PREREQUISITES: One 100-level sociology course; two additional social science courses
COURSE DESCRIPTION: Forty years ago prominent criminologists predicted the inevitable decline of the prison system in the United States. However, the U.S. now comprises 25% of the world's prisoners despite accounting for only 5% of the world's population, making it by far the world's most incarcerating nation. The primary objective of this course is to bring context to this drastic shift from a trajectory toward deincarceration to the current era of mass incarceration. The course is designed to aid you in the development of a nuanced and multifaceted understanding of the social, political, and economic factors that have brought about this punitive turn in the criminal justice system. We will examine how prisons as social institutions operate as important sites for the (re)production of class, racial, and gender inequality in an ostensibly egalitarian U.S. society.
     While the course is sociologically centered, we will also engage works in education, history, geography, and ethnic studies to enhance our sociological understanding of the phenomenon of mass incarceration. We will examine the prison as a physical site of confinement and punishment and investigate the enduring social and economic consequences associated with incarceration, such as limited labor market options, felony disenfranchisement, and the extension of the punitive activities of the criminal justice system into the families and communities of the incarcerated.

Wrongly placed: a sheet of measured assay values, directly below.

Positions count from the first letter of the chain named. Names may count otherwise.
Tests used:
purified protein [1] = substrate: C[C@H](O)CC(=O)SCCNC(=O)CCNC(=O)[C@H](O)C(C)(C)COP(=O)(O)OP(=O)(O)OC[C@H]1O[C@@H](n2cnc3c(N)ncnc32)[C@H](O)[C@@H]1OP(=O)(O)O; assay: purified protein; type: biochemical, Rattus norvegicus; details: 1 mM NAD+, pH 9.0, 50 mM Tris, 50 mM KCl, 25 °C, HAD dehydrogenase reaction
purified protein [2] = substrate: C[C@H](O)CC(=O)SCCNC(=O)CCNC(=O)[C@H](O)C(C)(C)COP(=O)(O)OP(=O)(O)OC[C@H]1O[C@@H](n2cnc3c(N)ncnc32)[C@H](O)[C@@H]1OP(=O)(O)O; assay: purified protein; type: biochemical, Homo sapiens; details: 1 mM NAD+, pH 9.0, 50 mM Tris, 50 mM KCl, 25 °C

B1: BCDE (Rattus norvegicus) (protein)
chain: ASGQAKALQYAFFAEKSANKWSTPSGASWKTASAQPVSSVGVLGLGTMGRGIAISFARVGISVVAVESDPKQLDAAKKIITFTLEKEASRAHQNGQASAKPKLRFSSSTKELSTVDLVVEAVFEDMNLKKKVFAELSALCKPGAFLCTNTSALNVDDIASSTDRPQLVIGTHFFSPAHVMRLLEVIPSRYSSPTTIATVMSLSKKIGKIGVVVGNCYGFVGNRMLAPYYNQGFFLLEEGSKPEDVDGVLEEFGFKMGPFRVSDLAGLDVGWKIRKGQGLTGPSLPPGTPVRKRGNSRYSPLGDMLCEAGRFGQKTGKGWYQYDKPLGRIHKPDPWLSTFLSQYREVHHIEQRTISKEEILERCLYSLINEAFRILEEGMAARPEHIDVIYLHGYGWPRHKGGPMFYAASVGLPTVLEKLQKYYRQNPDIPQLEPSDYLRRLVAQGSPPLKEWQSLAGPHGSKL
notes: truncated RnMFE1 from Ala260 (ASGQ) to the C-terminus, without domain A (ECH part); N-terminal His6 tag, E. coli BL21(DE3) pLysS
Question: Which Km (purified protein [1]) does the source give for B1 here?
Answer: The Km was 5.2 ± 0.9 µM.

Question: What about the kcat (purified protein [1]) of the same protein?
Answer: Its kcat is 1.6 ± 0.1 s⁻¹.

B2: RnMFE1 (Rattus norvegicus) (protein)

COURSE FORMAT/STYLE: Discussion/ Lecture
COURSE REQUIREMENTS & GRADING: Your grade will be based upon you papers, group presentations, engagement with the course readings, and participation.

SOCI 33801-01 ST: SEXUALITY & HEALTH LA SS
M 4:00-6:40 PM